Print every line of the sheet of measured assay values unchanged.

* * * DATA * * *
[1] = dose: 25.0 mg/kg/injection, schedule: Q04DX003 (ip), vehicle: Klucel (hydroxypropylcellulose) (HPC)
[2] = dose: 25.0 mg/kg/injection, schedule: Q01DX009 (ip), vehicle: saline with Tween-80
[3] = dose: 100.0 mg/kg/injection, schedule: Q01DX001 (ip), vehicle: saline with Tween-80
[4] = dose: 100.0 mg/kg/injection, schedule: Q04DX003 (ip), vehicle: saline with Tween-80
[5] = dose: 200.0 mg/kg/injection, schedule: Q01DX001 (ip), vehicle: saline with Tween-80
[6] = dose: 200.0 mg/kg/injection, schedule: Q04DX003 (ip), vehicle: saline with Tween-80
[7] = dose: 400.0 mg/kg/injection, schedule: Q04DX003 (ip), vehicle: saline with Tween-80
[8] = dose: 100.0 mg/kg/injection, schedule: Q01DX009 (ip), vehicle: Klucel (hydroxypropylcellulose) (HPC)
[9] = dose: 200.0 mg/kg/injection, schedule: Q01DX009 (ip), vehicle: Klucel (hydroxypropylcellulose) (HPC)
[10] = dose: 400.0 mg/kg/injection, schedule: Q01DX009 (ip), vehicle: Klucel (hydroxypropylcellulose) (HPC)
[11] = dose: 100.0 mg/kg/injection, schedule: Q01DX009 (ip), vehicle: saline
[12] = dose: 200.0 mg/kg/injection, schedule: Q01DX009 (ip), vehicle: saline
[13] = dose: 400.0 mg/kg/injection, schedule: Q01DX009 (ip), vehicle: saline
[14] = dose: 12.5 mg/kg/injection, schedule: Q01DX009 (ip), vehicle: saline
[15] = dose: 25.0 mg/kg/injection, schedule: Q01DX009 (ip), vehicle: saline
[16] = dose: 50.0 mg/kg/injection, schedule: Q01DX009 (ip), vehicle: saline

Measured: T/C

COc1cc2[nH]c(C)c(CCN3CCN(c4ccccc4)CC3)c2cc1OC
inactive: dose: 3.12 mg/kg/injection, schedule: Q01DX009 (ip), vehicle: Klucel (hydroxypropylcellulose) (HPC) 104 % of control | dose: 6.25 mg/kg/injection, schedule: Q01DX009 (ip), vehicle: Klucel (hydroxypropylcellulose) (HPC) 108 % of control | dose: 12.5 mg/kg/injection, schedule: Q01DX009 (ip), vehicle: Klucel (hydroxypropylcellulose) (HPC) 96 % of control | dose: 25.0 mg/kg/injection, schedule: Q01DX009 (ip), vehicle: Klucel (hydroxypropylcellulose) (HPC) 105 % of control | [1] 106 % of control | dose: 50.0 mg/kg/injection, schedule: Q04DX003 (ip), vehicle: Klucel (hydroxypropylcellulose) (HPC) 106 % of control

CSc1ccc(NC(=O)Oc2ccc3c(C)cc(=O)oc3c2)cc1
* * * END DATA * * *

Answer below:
[1] = dose: 25.0 mg/kg/injection, schedule: Q04DX003 (ip), vehicle: Klucel (hydroxypropylcellulose) (HPC)
[2] = dose: 25.0 mg/kg/injection, schedule: Q01DX009 (ip), vehicle: saline with Tween-80
[3] = dose: 100.0 mg/kg/injection, schedule: Q01DX001 (ip), vehicle: saline with Tween-80
[4] = dose: 100.0 mg/kg/injection, schedule: Q04DX003 (ip), vehicle: saline with Tween-80
[5] = dose: 200.0 mg/kg/injection, schedule: Q01DX001 (ip), vehicle: saline with Tween-80
[6] = dose: 200.0 mg/kg/injection, schedule: Q04DX003 (ip), vehicle: saline with Tween-80
[7] = dose: 400.0 mg/kg/injection, schedule: Q04DX003 (ip), vehicle: saline with Tween-80
[8] = dose: 100.0 mg/kg/injection, schedule: Q01DX009 (ip), vehicle: Klucel (hydroxypropylcellulose) (HPC)
[9] = dose: 200.0 mg/kg/injection, schedule: Q01DX009 (ip), vehicle: Klucel (hydroxypropylcellulose) (HPC)
[10] = dose: 400.0 mg/kg/injection, schedule: Q01DX009 (ip), vehicle: Klucel (hydroxypropylcellulose) (HPC)
[11] = dose: 100.0 mg/kg/injection, schedule: Q01DX009 (ip), vehicle: saline
[12] = dose: 200.0 mg/kg/injection, schedule: Q01DX009 (ip), vehicle: saline
[13] = dose: 400.0 mg/kg/injection, schedule: Q01DX009 (ip), vehicle: saline
[14] = dose: 12.5 mg/kg/injection, schedule: Q01DX009 (ip), vehicle: saline
[15] = dose: 25.0 mg/kg/injection, schedule: Q01DX009 (ip), vehicle: saline
[16] = dose: 50.0 mg/kg/injection, schedule: Q01DX009 (ip), vehicle: saline

Measured: T/C

COc1cc2[nH]c(C)c(CCN3CCN(c4ccccc4)CC3)c2cc1OC
inactive: dose: 3.12 mg/kg/injection, schedule: Q01DX009 (ip), vehicle: Klucel (hydroxypropylcellulose) (HPC) 104 % of control | dose: 6.25 mg/kg/injection, schedule: Q01DX009 (ip), vehicle: Klucel (hydroxypropylcellulose) (HPC) 108 % of control | dose: 12.5 mg/kg/injection, schedule: Q01DX009 (ip), vehicle: Klucel (hydroxypropylcellulose) (HPC) 96 % of control | dose: 25.0 mg/kg/injection, schedule: Q01DX009 (ip), vehicle: Klucel (hydroxypropylcellulose) (HPC) 105 % of control | [1] 106 % of control | dose: 50.0 mg/kg/injection, schedule: Q04DX003 (ip), vehicle: Klucel (hydroxypropylcellulose) (HPC) 106 % of control

CSc1ccc(NC(=O)Oc2ccc3c(C)cc(=O)oc3c2)cc1